Vidkun Quisling was a Norwegian army officer who was in cahoots with the Germans during their occupation of his home country during World War II.
Quisling joined the Norwegian Army in 1911, where his duties included humanitarian work in Russia and for the League of Nations. He later became minister of defense and was known for taking a strict stance on striking workers. He resigned in 1933 to pursue the formation of a National Union Party, which was an anti-union organization with fascist leanings.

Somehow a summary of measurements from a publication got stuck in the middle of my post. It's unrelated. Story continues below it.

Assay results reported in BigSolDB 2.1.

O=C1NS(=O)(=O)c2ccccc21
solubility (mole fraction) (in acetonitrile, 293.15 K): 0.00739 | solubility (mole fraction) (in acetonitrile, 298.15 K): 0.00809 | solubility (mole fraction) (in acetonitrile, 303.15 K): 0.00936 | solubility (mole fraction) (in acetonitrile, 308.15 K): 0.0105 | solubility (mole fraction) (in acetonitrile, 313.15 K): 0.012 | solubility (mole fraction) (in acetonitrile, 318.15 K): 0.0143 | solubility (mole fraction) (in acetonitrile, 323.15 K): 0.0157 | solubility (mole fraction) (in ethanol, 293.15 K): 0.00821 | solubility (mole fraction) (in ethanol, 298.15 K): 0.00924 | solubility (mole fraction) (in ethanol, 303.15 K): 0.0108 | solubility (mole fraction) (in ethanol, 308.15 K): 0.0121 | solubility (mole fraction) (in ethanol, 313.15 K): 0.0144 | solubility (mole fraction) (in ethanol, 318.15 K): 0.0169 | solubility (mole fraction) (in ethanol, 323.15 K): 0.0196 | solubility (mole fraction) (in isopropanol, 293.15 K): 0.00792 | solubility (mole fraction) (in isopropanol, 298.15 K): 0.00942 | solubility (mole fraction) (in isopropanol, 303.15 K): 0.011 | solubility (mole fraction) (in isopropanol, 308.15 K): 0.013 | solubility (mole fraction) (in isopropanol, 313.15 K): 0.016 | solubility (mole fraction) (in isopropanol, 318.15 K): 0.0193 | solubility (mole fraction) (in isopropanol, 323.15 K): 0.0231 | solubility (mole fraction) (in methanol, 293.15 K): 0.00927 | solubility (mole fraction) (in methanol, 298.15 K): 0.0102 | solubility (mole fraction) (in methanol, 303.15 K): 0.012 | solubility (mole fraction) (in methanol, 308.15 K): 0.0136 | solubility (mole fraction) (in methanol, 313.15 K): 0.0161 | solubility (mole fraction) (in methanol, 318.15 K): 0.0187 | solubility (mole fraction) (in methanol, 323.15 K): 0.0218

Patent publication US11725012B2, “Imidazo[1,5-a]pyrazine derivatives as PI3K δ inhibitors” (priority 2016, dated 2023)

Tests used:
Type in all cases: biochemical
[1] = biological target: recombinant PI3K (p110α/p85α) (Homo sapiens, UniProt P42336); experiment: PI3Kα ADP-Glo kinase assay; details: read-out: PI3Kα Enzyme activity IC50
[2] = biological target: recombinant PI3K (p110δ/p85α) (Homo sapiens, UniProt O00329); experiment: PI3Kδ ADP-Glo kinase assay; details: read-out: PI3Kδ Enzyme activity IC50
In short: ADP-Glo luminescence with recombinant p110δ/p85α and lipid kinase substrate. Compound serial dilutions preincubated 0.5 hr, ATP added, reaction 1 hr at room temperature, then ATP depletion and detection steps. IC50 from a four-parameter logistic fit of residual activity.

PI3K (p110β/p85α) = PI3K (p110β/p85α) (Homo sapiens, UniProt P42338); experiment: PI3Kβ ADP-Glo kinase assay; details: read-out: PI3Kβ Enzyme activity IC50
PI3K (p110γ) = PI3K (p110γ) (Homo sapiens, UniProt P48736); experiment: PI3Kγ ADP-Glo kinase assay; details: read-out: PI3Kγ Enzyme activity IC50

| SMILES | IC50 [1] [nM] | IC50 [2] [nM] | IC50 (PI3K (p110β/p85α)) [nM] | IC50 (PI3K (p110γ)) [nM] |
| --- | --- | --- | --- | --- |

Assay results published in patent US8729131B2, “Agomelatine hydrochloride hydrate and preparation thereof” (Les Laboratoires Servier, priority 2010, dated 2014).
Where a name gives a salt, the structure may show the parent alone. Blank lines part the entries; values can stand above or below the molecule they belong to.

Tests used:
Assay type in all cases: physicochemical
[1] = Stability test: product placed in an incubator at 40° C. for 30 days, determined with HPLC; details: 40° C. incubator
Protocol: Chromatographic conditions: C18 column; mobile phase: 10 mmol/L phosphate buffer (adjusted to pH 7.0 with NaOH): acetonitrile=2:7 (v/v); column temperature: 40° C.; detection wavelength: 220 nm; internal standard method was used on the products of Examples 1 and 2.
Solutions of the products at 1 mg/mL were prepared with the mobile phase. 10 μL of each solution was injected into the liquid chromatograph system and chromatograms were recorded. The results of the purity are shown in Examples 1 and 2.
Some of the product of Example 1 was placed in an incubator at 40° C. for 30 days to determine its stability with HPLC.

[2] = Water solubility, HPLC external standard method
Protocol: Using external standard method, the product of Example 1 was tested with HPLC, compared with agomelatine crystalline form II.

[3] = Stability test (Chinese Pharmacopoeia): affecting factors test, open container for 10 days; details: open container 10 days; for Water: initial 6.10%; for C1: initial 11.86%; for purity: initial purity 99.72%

In 1940, Quisling made a power grab. After meeting with Adolf Hitler, whom he encouraged to conquer Norway, he waited for the German occupation to become complete -- and then appointed himself Norway's leader. His reign lasted only a week before he was demoted by German forces to "minister president." That unfortunately, didn't stop him from sentencing almost 1,000 Jewish people to concentration camps [source: Encyclopaedia Britannica].
At the end of World War II in 1945, Quisling was found guilty of treason and executed. His name would forever live in infamy, as "quisling" became a synonym for traitor or collaborator [source: Encyclopaedia Britannica].